The trachea or windpipe is the part of the respiratory system that allows the passage of air between the larynx and the first bronchial branching in the chest. In humans, it is found at the front of the neck, just behind the skin. It is lined with cells that produce mucous that trap particles that are not filtered by the hairs of the nose and the sinuses. It is largely made up of several rings of cartilage together with muscle that holds the rings together. In adults, it is about 20-25 mm in diameter and 10-16 cm long.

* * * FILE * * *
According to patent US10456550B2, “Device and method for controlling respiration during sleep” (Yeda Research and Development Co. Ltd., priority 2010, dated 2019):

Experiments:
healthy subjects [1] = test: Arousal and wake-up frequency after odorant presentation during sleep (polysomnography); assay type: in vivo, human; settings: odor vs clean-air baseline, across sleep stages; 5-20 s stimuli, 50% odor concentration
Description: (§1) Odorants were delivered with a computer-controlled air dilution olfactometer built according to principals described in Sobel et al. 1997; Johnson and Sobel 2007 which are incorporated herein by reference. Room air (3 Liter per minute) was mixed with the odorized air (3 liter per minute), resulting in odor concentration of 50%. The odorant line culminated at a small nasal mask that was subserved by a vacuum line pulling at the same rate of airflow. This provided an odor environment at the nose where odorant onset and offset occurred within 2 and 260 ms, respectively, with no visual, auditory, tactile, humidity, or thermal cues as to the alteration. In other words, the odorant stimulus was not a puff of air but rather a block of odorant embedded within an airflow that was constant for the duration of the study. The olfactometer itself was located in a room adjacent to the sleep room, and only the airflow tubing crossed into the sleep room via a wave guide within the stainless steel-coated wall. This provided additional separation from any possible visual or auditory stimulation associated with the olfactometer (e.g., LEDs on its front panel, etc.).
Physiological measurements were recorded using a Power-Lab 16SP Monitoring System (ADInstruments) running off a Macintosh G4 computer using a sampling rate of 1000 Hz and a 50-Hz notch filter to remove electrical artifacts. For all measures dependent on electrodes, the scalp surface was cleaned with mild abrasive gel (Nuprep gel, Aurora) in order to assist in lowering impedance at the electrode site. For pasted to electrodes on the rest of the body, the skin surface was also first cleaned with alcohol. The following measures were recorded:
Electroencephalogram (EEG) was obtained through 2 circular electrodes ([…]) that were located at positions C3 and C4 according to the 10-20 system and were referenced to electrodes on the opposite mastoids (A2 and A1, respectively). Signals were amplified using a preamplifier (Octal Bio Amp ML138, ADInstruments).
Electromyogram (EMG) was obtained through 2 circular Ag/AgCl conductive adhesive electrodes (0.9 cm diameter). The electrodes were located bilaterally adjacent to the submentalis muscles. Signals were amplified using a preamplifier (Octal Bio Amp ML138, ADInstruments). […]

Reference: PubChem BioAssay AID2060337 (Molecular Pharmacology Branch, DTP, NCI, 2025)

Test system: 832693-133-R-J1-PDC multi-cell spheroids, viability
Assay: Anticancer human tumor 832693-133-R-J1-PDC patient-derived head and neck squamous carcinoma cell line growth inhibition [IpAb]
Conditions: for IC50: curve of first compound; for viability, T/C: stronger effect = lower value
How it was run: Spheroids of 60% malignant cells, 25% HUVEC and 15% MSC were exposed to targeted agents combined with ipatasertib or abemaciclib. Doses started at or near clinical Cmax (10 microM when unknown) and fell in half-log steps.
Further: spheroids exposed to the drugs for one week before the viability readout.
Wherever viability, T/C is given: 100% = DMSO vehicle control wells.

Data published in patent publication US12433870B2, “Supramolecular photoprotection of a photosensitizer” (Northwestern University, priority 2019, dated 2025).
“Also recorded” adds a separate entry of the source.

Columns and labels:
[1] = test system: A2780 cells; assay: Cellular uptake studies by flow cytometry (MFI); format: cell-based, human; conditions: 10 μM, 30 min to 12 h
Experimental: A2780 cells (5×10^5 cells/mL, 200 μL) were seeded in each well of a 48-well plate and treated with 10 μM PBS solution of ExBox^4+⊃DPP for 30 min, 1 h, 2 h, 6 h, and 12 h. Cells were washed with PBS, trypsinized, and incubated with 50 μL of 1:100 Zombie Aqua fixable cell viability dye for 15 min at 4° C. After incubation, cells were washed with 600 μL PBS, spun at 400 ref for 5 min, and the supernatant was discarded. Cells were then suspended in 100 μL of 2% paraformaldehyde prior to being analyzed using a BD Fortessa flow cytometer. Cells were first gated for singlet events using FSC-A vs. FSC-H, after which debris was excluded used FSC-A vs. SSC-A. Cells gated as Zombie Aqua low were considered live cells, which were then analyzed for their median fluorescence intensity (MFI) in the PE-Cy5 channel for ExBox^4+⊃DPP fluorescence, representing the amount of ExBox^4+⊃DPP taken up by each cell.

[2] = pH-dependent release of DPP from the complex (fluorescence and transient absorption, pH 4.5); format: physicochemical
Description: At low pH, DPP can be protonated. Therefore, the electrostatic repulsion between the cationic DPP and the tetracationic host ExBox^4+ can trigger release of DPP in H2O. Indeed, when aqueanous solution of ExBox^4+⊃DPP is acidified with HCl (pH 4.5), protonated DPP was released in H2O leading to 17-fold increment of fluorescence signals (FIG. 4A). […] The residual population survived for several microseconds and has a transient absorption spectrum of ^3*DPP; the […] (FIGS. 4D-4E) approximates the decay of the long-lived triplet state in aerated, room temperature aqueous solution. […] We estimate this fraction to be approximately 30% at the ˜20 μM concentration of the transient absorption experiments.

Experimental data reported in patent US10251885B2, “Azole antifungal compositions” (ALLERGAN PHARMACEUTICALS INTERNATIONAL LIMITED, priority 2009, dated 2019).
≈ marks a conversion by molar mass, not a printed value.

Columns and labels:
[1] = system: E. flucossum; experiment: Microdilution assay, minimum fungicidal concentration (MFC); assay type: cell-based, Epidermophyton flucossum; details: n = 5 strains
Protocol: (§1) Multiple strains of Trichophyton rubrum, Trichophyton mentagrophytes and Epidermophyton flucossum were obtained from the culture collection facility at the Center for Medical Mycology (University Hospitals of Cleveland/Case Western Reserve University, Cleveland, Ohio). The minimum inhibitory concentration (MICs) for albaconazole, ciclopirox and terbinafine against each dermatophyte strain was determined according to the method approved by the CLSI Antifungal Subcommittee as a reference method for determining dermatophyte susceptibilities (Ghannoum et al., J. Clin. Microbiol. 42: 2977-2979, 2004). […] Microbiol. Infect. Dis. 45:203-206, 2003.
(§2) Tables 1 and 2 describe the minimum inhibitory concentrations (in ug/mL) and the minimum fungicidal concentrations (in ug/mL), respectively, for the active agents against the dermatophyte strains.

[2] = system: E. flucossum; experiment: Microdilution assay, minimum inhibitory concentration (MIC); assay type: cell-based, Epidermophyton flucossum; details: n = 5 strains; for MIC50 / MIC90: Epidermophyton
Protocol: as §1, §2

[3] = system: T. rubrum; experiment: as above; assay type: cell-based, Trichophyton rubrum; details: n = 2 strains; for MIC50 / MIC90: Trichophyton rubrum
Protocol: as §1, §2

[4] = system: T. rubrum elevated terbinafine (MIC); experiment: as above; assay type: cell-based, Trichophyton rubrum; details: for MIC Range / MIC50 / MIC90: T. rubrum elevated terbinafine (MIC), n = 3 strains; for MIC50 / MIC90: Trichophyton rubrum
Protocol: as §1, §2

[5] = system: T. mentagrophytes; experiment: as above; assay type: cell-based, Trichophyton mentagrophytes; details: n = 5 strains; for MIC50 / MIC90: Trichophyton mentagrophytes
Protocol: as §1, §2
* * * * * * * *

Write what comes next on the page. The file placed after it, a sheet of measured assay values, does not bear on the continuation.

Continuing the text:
The muscle in the trachea contracts when a person is coughing an allows more air to flow through the passage. The rings of cartilage are incomplete as the esophagus runs right next to the trachea for much of its length, and the cartilage can then stretch to allow food to be swallowed. The epiglottis is a flap of tissue that covers the trachea opening when a person is eating or drinking to prevent food from passing into the trachea.